The AN/FPS-24 Antenna and Radome Issues at Mt Hebo AFS, Oregon

Contributed by Steve Weatherly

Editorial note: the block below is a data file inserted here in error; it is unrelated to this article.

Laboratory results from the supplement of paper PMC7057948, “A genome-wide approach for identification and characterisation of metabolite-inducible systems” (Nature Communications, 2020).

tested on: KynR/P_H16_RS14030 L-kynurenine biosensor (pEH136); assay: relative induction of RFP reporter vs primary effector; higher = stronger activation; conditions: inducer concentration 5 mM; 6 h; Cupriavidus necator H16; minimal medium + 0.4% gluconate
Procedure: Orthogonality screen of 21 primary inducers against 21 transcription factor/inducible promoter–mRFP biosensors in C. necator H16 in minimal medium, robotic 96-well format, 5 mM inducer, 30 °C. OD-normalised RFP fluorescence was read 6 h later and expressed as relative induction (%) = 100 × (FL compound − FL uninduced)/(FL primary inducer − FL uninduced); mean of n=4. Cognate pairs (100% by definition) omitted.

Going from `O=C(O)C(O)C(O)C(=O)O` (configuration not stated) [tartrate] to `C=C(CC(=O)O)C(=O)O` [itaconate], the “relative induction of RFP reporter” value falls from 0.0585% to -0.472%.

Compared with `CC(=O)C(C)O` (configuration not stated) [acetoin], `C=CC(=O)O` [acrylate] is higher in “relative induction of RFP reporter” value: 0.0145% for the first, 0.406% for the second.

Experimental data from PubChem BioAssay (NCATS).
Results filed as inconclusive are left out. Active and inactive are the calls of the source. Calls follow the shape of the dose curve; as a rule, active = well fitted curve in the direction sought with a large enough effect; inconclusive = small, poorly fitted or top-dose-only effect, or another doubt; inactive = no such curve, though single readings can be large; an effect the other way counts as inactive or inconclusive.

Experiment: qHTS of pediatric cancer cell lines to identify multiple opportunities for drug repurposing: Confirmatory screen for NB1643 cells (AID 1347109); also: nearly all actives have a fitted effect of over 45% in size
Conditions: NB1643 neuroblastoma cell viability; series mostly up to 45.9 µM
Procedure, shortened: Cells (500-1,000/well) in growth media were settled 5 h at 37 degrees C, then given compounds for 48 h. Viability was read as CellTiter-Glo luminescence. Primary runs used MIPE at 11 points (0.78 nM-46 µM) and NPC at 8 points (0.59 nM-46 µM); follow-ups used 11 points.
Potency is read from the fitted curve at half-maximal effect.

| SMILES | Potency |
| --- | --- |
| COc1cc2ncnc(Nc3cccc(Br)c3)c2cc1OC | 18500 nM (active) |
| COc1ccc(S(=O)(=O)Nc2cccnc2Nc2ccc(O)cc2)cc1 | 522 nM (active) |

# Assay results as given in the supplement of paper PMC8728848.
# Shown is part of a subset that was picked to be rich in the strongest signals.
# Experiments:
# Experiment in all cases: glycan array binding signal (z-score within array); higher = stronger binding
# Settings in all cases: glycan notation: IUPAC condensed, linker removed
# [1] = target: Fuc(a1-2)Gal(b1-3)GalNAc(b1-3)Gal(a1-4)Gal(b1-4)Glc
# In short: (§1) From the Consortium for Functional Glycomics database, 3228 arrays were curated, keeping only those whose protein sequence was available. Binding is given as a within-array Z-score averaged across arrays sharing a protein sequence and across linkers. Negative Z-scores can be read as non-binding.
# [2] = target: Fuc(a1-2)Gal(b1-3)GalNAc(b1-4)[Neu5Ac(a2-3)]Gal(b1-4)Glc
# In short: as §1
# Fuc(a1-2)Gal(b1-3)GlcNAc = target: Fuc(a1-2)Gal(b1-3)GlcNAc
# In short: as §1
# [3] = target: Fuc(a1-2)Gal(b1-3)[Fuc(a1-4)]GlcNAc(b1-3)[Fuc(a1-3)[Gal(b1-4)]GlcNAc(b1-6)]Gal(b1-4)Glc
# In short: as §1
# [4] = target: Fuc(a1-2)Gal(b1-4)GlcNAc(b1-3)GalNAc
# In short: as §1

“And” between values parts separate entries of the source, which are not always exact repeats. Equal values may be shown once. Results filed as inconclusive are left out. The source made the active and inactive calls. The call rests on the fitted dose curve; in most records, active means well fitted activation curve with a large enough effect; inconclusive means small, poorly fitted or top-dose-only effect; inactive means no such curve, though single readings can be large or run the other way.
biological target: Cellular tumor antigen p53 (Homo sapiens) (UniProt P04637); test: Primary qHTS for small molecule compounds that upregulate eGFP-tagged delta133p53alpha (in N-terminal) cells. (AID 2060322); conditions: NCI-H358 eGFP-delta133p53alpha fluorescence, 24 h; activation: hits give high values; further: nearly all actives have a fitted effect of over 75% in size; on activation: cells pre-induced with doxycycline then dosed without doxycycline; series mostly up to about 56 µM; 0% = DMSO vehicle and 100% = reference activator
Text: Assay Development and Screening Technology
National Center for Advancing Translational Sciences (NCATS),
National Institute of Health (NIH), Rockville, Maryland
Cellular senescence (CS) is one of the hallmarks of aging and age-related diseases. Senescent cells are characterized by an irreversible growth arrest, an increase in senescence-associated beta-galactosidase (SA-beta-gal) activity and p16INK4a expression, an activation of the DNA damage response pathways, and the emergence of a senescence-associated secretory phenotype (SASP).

The FPS-24 search radar was very large by any measure. Equipment was housed in a 5-story building, 85 feet tall. On top was a huge antenna. Weighing 85.5 tons, the antenna was about 140 feet long and 60 feet high. At Mt Hebo AFS there were four 100 horsepower motors installed to rotate this antenna at 5 rpm under various weather conditions. Winter weather was altogether another antenna issue due to the added weight of ice, greater wind resistance, and the potential for actual damage to the antenna structure. A radome 160 feet in diameter, and about 90 feet tall was to provide the solution. Construction of radome #1 began in Sep 62, but it collapsed during construction in high winds in Oct 62. Radome #2 construction began in Sep 63 and was completed. Lightning and high winds collapsed radome #2 in Jan 64. So operating the FPS-24 without a radome during the winter was tried, but suspended due to ice buildups. By 65 shooting at the FPS-24 antenna with shotguns and spraying it with deicing fluid to dislodge ice buildups had become part of the historical lore of Mt Hebo AFS. It had become an operational imperative that the FPS-24 antenna must have a radome to operate during the winters at Mt Hebo AFS. Operations without a radome had resulted in damage to the FPS-24 antenna that had to be fixed. What follows addresses the aftermath of the ice damage from 61 through the winter of 64/65.